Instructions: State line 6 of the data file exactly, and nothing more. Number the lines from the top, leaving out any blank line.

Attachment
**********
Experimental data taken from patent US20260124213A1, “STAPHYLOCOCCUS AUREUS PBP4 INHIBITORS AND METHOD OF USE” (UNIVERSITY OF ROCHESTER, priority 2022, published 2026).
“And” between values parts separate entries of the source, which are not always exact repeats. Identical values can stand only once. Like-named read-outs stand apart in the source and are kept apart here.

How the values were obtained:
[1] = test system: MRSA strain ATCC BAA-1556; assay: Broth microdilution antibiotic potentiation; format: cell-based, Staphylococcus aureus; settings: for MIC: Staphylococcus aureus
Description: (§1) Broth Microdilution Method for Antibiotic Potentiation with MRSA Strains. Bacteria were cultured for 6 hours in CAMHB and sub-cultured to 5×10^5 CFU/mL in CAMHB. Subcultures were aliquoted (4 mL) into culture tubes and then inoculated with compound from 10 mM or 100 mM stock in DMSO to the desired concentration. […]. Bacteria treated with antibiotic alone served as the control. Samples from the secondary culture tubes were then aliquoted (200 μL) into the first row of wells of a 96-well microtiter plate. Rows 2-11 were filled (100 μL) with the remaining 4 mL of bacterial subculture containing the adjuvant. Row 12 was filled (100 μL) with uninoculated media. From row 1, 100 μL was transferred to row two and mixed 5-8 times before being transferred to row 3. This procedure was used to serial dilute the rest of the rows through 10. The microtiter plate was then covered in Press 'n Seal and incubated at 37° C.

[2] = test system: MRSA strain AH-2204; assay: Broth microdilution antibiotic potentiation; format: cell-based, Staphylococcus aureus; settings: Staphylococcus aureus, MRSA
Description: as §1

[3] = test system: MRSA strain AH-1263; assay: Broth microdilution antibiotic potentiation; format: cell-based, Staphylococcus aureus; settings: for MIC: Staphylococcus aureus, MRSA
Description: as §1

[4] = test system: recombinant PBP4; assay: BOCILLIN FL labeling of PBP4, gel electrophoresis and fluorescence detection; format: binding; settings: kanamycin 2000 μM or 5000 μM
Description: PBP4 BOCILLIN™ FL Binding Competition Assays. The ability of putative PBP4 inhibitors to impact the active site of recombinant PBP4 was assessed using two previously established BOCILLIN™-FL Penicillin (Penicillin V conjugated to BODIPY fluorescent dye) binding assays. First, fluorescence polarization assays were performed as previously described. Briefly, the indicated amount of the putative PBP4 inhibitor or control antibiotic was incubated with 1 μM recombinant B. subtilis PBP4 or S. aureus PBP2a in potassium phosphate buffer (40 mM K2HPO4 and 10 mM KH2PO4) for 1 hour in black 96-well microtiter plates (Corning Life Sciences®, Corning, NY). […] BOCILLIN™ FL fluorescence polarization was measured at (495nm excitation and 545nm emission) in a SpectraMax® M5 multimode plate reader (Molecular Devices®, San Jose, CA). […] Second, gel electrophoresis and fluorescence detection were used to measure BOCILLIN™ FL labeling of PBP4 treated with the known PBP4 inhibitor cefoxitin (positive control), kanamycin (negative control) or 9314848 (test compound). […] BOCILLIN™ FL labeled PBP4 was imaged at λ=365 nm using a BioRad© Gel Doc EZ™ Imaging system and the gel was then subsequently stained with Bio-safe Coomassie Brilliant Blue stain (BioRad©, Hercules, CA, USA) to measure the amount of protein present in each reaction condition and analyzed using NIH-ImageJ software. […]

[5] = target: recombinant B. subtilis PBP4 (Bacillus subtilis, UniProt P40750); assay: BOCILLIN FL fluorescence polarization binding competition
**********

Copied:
[2] = test system: MRSA strain AH-2204; assay: Broth microdilution antibiotic potentiation; format: cell-based, Staphylococcus aureus; settings: Staphylococcus aureus, MRSA